It won't surprise you to know I watched both nights of the "debates," which should more properly be called "confrontation contests" or "pointless-way-to-spend-two-hours competitions." I had enjoyed the first two, hosted by NBC, but I found these boring and irritating. It's not that I don't like the candidates, I do. But there are so many.
And I knew what would happen. Bernie would turn red and wave his arms, Warren would have a plan, Biden would equivocate, Harris would be combative, and Buttigiege would speak in well-formed sentences and perfect paragraphs. And the rest of them would fight for air time.
I didn't foresee CNN moderators continually pitting one candidate against another instead of eliciting information, though I suppose I should have.
So why did I watch? Because I keep hoping for something better. Because this feels like the most important election in my lifetime. Because I need to know that help is on the way.
To clear my mind this morning I listened to a podcast interview with Ross Gay, a writer and professor of English at Indiana University. His book of poetry, Catalog of Unabashed Gratitude, and his book of essays, The Book of Delights, are expressions of his belief that joy is available to us at all times in all places. "How can we not be joyful," he says, "especially in a moment like this?"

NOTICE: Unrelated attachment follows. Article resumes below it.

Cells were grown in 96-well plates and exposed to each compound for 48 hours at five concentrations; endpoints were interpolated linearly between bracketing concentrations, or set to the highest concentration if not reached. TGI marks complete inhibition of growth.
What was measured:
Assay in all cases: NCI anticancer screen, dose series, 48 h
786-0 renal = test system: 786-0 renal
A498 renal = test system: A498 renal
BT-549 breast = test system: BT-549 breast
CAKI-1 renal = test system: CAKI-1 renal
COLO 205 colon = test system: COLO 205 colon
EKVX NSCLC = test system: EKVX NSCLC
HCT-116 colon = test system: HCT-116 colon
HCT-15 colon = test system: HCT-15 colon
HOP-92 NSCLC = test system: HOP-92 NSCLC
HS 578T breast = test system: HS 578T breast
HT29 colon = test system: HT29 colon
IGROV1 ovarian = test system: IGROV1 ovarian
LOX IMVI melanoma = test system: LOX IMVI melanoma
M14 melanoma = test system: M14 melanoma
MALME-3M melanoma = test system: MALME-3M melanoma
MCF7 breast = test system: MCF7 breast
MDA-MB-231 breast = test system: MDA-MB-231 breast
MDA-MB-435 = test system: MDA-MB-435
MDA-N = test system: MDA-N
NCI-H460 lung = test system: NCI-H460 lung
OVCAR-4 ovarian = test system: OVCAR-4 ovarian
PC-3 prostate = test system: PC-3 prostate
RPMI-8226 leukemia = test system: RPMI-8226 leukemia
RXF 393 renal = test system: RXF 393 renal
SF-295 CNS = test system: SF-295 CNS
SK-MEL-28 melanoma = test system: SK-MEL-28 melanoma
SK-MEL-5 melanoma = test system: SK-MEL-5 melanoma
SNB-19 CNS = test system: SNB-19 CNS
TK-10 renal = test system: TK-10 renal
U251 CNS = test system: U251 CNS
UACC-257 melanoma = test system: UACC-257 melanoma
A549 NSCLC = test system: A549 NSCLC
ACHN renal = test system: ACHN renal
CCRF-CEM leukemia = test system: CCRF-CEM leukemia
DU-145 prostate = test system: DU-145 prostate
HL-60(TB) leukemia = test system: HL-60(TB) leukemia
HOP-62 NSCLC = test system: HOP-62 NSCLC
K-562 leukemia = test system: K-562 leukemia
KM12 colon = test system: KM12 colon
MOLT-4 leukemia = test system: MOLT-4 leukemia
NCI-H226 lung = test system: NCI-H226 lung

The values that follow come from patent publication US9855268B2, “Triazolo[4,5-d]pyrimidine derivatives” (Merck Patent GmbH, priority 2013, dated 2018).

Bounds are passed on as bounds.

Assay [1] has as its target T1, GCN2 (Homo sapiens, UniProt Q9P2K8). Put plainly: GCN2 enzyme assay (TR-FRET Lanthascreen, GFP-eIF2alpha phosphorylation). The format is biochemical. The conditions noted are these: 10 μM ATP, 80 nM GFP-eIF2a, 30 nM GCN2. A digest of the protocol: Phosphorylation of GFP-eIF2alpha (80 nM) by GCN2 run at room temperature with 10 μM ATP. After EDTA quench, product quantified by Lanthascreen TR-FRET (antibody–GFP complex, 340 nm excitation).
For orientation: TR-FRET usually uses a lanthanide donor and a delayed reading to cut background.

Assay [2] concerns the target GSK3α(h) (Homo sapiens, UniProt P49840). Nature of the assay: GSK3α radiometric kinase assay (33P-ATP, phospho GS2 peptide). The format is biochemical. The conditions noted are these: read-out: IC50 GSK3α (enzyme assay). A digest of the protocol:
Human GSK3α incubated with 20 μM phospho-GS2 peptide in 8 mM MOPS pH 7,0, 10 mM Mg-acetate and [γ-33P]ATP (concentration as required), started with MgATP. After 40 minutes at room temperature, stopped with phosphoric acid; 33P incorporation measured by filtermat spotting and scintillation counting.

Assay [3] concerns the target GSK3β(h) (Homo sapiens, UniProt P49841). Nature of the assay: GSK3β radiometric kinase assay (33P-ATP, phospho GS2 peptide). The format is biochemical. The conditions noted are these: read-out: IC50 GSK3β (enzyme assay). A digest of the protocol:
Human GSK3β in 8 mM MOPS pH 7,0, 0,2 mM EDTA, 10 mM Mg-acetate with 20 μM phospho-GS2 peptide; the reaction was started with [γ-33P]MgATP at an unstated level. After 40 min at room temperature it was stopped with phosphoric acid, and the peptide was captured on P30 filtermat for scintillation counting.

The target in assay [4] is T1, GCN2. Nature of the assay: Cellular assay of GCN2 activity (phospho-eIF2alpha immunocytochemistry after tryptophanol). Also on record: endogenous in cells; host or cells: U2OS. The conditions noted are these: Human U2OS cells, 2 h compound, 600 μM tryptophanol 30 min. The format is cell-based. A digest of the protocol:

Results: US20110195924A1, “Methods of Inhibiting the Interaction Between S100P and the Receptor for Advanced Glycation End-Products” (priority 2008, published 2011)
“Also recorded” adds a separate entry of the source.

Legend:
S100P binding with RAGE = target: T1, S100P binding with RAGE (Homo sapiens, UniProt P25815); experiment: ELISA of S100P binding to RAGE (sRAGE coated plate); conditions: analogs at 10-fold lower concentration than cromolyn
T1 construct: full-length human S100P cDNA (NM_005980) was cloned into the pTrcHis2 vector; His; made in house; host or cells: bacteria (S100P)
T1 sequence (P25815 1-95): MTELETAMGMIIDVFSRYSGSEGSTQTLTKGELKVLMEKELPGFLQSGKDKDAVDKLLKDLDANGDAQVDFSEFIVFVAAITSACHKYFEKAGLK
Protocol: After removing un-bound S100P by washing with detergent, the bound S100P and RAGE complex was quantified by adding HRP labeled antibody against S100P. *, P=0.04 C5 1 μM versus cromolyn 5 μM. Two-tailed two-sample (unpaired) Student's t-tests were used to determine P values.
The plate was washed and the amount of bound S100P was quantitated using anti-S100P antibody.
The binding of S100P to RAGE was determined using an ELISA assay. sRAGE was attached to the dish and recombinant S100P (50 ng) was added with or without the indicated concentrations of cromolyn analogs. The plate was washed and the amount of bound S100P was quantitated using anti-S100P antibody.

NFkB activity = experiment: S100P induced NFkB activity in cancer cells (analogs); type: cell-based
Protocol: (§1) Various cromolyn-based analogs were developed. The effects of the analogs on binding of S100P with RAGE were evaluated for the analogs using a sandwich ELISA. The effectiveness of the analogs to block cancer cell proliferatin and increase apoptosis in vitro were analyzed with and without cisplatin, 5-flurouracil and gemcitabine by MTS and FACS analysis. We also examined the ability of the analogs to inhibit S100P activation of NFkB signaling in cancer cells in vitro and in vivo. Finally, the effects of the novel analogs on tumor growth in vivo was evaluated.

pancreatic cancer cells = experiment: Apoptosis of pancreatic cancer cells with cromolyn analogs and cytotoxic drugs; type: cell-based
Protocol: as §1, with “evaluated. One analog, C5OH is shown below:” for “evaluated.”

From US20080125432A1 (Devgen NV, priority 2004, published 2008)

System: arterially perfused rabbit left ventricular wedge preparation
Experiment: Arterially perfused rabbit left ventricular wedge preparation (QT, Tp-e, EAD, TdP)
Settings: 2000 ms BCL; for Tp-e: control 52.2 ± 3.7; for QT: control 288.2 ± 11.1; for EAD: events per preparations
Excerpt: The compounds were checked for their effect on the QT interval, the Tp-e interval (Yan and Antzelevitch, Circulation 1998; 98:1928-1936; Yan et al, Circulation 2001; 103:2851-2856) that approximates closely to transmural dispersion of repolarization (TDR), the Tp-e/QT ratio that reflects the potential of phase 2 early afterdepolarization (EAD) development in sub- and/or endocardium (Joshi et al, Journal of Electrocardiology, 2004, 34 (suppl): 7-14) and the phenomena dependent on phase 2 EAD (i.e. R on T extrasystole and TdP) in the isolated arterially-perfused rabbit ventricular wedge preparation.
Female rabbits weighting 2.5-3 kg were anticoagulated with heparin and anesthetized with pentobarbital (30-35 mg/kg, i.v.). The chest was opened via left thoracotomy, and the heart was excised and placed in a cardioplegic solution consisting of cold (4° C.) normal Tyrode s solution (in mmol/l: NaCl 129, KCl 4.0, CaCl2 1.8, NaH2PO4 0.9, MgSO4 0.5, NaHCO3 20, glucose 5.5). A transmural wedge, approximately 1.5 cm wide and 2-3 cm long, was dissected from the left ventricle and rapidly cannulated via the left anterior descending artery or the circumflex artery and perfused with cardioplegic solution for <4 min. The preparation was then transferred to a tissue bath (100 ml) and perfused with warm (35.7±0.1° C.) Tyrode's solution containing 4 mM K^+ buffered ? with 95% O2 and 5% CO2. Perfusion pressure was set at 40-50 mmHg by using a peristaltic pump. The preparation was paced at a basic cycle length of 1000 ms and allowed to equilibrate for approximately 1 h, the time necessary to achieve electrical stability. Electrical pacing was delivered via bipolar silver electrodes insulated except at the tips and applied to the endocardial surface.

Like Mr, Gay I believe that joy is not limited to major events. It can be found in all kinds of ways, most often in the little things life offers up each day. The smiling checkout clerk who offers to carry your bags, a butterfly landing on your arm, the laugh of a baby in a stroller.
Many years ago, my college roommate suggested a nightly "rule" that Gay's interview brought to mind. No matter how late it was or how tired we might be, the light could not be turned off until we each identified a "pleasant surprise" the day had brought. There were, of course, days when that was easy, like getting a passing grade on an unexpected test. Other days the task seemed impossible. We were young; college life was confusing, challenges were daily events. "Nothing good happened!" But yet, as we carefully reviewed our day, we always, always found a pleasant surprise.
If help is on the way, this is how it will arrive. It's going to be a long year of political ups and downs; elation and discouragement. But by focusing attention on the thousands of small events and pleasant surprises that make me happy every day—even joyful—I will get through it. So may we all.